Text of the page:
Facebook appears to be censoring private messages related to an FBI whistleblower, the New York Post reported.
In a whistleblower complaint filed Wednesday, an FBI special agent alleged that a politicized Washington, D.C., bureau field office exaggerated the threat of domestic terrorism and used an "overzealous" Jan. 6 House select committee probe to harass conservative Americans and violate their constitutional rights, the Post reported.
The revelations resulted in the whistleblower receiving much public and private support, including from former FBI agents and conservative groups.
Post columnist Miranda Devine wrote Sunday night that the Facebook account of the whistleblower was suspended after responding to an offer of support from a local chapter of Moms for Liberty (M4L), a conservative group that advocates for parental rights.
"What can M4L do for [whistleblower's name] right now?" Moms for Liberty had texted a mutual friend. "We want to offer community support of fundraising (though we feel it would likely be shut down). Can you reach out to him and let him know Moms for Liberty is thinking of him and if we can provide any assistance we are here."
The agent's wife then responded to Moms for Liberty via a private message on her personal Facebook account.
The wife thanked the group members for their support, and said her husband was in the process of obtaining permission from the FBI to speak publicly. She also asked group members to share her husband's story via their personal social media accounts.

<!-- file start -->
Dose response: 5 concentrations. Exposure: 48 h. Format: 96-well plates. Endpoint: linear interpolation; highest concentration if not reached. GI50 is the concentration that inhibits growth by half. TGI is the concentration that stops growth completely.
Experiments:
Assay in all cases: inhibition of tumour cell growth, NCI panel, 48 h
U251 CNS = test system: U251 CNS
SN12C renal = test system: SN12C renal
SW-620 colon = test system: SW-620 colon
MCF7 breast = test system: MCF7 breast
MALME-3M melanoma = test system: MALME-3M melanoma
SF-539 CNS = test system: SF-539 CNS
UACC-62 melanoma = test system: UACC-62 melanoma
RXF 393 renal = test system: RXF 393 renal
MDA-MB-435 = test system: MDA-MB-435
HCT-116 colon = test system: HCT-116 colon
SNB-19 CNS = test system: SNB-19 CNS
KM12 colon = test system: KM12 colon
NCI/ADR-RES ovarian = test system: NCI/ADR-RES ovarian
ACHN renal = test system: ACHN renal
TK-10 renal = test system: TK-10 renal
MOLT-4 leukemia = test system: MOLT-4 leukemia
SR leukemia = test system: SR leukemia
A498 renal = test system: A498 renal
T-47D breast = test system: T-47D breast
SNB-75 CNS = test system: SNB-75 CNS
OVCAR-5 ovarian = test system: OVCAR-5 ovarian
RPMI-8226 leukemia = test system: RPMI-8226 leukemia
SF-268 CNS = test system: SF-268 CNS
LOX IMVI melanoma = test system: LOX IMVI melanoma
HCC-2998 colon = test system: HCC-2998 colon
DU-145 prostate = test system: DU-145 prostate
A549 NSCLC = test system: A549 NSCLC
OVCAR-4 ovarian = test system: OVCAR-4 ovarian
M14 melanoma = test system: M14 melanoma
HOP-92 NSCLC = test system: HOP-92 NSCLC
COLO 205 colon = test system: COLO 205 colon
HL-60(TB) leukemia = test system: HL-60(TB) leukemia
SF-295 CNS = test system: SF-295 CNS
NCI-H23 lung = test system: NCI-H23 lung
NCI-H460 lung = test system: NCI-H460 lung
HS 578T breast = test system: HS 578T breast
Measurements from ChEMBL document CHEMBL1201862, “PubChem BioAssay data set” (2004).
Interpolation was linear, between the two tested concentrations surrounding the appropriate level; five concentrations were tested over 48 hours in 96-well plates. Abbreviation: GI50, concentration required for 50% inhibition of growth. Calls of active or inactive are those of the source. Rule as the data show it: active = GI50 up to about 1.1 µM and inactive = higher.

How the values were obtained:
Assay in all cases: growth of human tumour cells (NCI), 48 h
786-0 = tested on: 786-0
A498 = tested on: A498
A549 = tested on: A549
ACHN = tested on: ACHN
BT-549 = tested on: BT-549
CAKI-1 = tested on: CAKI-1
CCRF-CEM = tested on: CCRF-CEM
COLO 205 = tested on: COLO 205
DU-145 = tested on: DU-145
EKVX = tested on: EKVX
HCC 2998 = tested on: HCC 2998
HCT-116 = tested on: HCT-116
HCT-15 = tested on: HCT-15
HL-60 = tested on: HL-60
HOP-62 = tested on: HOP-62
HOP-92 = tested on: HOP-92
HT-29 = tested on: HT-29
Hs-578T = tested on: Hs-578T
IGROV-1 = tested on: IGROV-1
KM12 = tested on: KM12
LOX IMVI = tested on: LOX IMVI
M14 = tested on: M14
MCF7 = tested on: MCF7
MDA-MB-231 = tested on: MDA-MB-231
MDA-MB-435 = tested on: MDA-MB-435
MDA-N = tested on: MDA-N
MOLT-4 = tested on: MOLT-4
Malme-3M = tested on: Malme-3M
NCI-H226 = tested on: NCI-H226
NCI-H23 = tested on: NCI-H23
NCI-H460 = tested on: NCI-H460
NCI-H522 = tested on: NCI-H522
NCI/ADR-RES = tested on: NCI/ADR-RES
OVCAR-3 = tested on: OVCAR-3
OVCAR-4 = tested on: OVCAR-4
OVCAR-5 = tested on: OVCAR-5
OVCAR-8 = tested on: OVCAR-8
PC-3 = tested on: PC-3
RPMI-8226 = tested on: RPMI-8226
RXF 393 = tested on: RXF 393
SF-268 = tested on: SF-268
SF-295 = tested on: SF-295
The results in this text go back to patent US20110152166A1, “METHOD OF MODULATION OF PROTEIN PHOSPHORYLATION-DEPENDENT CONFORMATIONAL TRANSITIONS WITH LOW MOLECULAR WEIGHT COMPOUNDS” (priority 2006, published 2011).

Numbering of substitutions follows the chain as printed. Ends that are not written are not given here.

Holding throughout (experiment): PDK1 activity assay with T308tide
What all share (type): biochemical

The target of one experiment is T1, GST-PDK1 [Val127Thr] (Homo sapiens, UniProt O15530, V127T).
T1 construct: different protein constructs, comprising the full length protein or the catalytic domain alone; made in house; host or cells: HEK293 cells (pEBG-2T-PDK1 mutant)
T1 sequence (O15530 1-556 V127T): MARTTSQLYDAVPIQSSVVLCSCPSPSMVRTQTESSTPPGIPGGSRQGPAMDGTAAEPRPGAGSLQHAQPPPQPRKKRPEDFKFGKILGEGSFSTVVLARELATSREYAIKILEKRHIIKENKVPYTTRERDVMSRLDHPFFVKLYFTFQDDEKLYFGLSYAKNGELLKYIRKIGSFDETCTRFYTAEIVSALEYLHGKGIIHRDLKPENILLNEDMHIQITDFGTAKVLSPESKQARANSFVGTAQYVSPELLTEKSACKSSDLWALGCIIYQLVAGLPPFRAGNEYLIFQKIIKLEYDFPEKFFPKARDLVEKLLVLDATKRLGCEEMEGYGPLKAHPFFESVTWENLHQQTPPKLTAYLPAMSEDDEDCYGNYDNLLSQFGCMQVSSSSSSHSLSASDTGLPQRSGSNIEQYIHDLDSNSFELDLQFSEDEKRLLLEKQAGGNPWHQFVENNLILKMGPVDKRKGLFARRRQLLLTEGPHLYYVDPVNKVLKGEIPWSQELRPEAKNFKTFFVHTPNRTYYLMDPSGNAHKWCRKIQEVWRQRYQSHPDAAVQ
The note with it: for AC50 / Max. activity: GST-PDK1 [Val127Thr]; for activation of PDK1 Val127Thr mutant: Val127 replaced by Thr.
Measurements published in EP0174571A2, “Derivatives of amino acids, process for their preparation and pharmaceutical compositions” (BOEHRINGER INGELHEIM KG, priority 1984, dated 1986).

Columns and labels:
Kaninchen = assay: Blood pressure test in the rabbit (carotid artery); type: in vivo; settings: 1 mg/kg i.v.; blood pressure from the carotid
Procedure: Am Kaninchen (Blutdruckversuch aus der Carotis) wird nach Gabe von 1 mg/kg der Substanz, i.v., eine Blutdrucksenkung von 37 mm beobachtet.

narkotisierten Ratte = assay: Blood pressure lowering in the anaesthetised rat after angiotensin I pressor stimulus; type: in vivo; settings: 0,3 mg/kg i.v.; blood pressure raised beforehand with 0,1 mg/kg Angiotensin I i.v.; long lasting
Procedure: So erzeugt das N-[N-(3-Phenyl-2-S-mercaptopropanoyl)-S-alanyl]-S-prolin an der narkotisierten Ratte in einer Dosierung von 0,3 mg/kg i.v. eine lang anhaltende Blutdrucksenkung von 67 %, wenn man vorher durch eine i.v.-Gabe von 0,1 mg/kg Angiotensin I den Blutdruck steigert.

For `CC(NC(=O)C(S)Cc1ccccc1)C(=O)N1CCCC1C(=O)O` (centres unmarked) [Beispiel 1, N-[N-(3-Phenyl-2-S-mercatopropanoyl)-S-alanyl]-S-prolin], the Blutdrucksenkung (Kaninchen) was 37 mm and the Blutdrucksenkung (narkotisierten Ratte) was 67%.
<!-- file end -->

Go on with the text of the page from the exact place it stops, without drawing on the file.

About 30 minutes later, the Post reported, the wife was notified by Facebook that her account had been suspended because the "account, or activity on it, doesn't follow our Community Standards."
Also, the wife's message on the Moms for Liberty account disappeared and was replaced by, "Message unavailable."
The whistleblower, a 12-year veteran of the FBI and a SWAT team member in Florida, was suspended by the FBI last week after refusing to participate in what he regarded as an unnecessarily heavy-handed raid over a Jan. 6 misdemeanor.
"I have an oath to uphold the Constitution," the whistleblower told supervisors when he asserted his conscientious objection to joining an Aug. 24 raid on a Jan. 6 subject in the Jacksonville, Fla., area, the Post reported.
"I have a moral objection and want to be considered a conscientious objector."
© 2023 Newsmax. All rights reserved.